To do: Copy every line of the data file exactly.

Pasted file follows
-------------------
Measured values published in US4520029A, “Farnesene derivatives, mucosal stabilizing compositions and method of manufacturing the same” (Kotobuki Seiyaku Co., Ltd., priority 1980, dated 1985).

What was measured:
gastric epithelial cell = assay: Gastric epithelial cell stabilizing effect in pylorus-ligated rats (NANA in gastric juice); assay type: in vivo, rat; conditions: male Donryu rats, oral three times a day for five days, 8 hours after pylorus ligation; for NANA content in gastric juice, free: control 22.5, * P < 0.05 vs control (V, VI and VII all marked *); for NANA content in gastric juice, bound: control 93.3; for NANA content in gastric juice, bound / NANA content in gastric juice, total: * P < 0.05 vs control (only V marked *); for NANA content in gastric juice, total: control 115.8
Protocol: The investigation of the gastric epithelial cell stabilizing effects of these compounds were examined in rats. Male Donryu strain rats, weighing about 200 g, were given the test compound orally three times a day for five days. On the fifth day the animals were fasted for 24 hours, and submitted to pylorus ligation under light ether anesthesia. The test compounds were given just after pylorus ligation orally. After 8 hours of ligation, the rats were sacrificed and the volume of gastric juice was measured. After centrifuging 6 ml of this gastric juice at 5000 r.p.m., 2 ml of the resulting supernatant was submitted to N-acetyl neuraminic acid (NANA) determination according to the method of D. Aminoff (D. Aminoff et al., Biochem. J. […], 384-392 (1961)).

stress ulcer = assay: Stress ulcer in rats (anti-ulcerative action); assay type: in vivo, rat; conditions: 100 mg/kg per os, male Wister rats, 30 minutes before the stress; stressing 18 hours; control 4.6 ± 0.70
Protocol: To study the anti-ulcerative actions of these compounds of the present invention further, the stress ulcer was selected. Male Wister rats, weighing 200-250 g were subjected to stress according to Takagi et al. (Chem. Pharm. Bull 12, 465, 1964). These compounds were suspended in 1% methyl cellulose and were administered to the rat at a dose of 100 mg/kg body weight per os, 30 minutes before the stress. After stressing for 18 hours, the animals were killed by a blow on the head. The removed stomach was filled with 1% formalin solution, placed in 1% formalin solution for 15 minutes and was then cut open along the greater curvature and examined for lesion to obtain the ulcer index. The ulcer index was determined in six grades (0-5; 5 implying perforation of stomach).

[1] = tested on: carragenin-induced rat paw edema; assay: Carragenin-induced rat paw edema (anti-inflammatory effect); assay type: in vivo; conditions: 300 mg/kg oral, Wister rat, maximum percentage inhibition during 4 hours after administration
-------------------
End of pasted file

Measured values published in US4520029A, “Farnesene derivatives, mucosal stabilizing compositions and method of manufacturing the same” (Kotobuki Seiyaku Co., Ltd., priority 1980, dated 1985).

What was measured:
gastric epithelial cell = assay: Gastric epithelial cell stabilizing effect in pylorus-ligated rats (NANA in gastric juice); assay type: in vivo, rat; conditions: male Donryu rats, oral three times a day for five days, 8 hours after pylorus ligation; for NANA content in gastric juice, free: control 22.5, * P < 0.05 vs control (V, VI and VII all marked *); for NANA content in gastric juice, bound: control 93.3; for NANA content in gastric juice, bound / NANA content in gastric juice, total: * P < 0.05 vs control (only V marked *); for NANA content in gastric juice, total: control 115.8
Protocol: The investigation of the gastric epithelial cell stabilizing effects of these compounds were examined in rats. Male Donryu strain rats, weighing about 200 g, were given the test compound orally three times a day for five days. On the fifth day the animals were fasted for 24 hours, and submitted to pylorus ligation under light ether anesthesia. The test compounds were given just after pylorus ligation orally. After 8 hours of ligation, the rats were sacrificed and the volume of gastric juice was measured. After centrifuging 6 ml of this gastric juice at 5000 r.p.m., 2 ml of the resulting supernatant was submitted to N-acetyl neuraminic acid (NANA) determination according to the method of D. Aminoff (D. Aminoff et al., Biochem. J. […], 384-392 (1961)).

stress ulcer = assay: Stress ulcer in rats (anti-ulcerative action); assay type: in vivo, rat; conditions: 100 mg/kg per os, male Wister rats, 30 minutes before the stress; stressing 18 hours; control 4.6 ± 0.70
Protocol: To study the anti-ulcerative actions of these compounds of the present invention further, the stress ulcer was selected. Male Wister rats, weighing 200-250 g were subjected to stress according to Takagi et al. (Chem. Pharm. Bull 12, 465, 1964). These compounds were suspended in 1% methyl cellulose and were administered to the rat at a dose of 100 mg/kg body weight per os, 30 minutes before the stress. After stressing for 18 hours, the animals were killed by a blow on the head. The removed stomach was filled with 1% formalin solution, placed in 1% formalin solution for 15 minutes and was then cut open along the greater curvature and examined for lesion to obtain the ulcer index. The ulcer index was determined in six grades (0-5; 5 implying perforation of stomach).

[1] = tested on: carragenin-induced rat paw edema; assay: Carragenin-induced rat paw edema (anti-inflammatory effect); assay type: in vivo; conditions: 300 mg/kg oral, Wister rat, maximum percentage inhibition during 4 hours after administration